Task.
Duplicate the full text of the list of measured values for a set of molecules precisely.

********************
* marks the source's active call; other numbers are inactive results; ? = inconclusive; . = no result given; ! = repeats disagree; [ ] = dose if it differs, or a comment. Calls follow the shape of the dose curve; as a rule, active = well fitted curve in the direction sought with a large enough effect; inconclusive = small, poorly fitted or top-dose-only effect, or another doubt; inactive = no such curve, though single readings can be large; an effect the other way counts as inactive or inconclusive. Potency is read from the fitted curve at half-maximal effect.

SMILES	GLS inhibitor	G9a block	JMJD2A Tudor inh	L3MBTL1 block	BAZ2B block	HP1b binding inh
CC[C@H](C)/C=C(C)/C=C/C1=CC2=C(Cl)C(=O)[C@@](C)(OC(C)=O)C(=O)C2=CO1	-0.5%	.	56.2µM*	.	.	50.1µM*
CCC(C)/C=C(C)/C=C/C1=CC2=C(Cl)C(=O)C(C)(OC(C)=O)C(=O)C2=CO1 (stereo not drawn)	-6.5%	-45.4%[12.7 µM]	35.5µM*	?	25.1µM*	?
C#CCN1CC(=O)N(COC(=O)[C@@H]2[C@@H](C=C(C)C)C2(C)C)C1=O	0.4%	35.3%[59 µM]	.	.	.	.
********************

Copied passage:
* marks the source's active call; other numbers are inactive results; ? = inconclusive; . = no result given; ! = repeats disagree; [ ] = dose if it differs, or a comment. Calls follow the shape of the dose curve; as a rule, active = well fitted curve in the direction sought with a large enough effect; inconclusive = small, poorly fitted or top-dose-only effect, or another doubt; inactive = no such curve, though single readings can be large; an effect the other way counts as inactive or inconclusive. Potency is read from the fitted curve at half-maximal effect.

SMILES	GLS inhibitor	G9a block	JMJD2A Tudor inh	L3MBTL1 block	BAZ2B block	HP1b binding inh
CC[C@H](C)/C=C(C)/C=C/C1=CC2=C(Cl)C(=O)[C@@](C)(OC(C)=O)C(=O)C2=CO1	-0.5%	.	56.2µM*	.	.	50.1µM*
CCC(C)/C=C(C)/C=C/C1=CC2=C(Cl)C(=O)C(C)(OC(C)=O)C(=O)C2=CO1 (stereo not drawn)	-6.5%	-45.4%[12.7 µM]	35.5µM*	?	25.1µM*	?
C#CCN1CC(=O)N(COC(=O)[C@@H]2[C@@H](C=C(C)C)C2(C)C)C1=O	0.4%	35.3%[59 µM]	.	.	.	.